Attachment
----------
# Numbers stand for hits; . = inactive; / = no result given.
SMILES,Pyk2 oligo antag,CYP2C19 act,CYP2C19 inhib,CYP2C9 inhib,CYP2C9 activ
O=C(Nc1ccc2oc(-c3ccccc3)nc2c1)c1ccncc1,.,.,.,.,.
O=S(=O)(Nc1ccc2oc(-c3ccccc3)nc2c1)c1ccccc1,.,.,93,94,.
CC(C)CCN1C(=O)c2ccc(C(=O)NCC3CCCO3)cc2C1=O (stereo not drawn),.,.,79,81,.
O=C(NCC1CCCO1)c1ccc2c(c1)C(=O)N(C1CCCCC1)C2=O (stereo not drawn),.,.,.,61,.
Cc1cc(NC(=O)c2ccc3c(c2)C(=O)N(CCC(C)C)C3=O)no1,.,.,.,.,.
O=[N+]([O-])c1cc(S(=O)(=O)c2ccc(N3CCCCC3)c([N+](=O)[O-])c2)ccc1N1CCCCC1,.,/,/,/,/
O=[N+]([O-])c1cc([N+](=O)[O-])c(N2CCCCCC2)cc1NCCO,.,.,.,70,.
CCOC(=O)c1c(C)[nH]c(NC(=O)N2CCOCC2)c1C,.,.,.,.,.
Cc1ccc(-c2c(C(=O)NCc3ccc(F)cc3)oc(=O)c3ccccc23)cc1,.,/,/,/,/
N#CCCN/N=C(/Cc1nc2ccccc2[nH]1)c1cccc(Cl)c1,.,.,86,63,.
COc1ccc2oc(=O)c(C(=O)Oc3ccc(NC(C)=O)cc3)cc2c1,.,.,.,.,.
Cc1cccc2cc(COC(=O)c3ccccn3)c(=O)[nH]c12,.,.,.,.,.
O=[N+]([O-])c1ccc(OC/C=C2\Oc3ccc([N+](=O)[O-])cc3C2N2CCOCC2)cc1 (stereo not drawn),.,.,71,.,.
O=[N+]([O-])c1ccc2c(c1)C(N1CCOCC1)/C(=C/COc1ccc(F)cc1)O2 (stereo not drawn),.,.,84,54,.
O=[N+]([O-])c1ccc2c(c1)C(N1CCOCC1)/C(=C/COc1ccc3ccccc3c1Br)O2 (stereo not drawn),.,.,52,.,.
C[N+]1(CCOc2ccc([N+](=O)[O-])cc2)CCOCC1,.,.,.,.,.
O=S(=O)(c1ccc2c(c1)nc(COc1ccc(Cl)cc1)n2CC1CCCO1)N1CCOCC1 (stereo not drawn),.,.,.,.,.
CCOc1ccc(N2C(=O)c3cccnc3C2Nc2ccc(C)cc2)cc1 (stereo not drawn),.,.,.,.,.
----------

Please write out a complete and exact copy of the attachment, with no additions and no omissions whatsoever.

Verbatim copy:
# Numbers stand for hits; . = inactive; / = no result given.
SMILES,Pyk2 oligo antag,CYP2C19 act,CYP2C19 inhib,CYP2C9 inhib,CYP2C9 activ
O=C(Nc1ccc2oc(-c3ccccc3)nc2c1)c1ccncc1,.,.,.,.,.
O=S(=O)(Nc1ccc2oc(-c3ccccc3)nc2c1)c1ccccc1,.,.,93,94,.
CC(C)CCN1C(=O)c2ccc(C(=O)NCC3CCCO3)cc2C1=O (stereo not drawn),.,.,79,81,.
O=C(NCC1CCCO1)c1ccc2c(c1)C(=O)N(C1CCCCC1)C2=O (stereo not drawn),.,.,.,61,.
Cc1cc(NC(=O)c2ccc3c(c2)C(=O)N(CCC(C)C)C3=O)no1,.,.,.,.,.
O=[N+]([O-])c1cc(S(=O)(=O)c2ccc(N3CCCCC3)c([N+](=O)[O-])c2)ccc1N1CCCCC1,.,/,/,/,/
O=[N+]([O-])c1cc([N+](=O)[O-])c(N2CCCCCC2)cc1NCCO,.,.,.,70,.
CCOC(=O)c1c(C)[nH]c(NC(=O)N2CCOCC2)c1C,.,.,.,.,.
Cc1ccc(-c2c(C(=O)NCc3ccc(F)cc3)oc(=O)c3ccccc23)cc1,.,/,/,/,/
N#CCCN/N=C(/Cc1nc2ccccc2[nH]1)c1cccc(Cl)c1,.,.,86,63,.
COc1ccc2oc(=O)c(C(=O)Oc3ccc(NC(C)=O)cc3)cc2c1,.,.,.,.,.
Cc1cccc2cc(COC(=O)c3ccccn3)c(=O)[nH]c12,.,.,.,.,.
O=[N+]([O-])c1ccc(OC/C=C2\Oc3ccc([N+](=O)[O-])cc3C2N2CCOCC2)cc1 (stereo not drawn),.,.,71,.,.
O=[N+]([O-])c1ccc2c(c1)C(N1CCOCC1)/C(=C/COc1ccc(F)cc1)O2 (stereo not drawn),.,.,84,54,.
O=[N+]([O-])c1ccc2c(c1)C(N1CCOCC1)/C(=C/COc1ccc3ccccc3c1Br)O2 (stereo not drawn),.,.,52,.,.
C[N+]1(CCOc2ccc([N+](=O)[O-])cc2)CCOCC1,.,.,.,.,.
O=S(=O)(c1ccc2c(c1)nc(COc1ccc(Cl)cc1)n2CC1CCCO1)N1CCOCC1 (stereo not drawn),.,.,.,.,.
CCOc1ccc(N2C(=O)c3cccnc3C2Nc2ccc(C)cc2)cc1 (stereo not drawn),.,.,.,.,.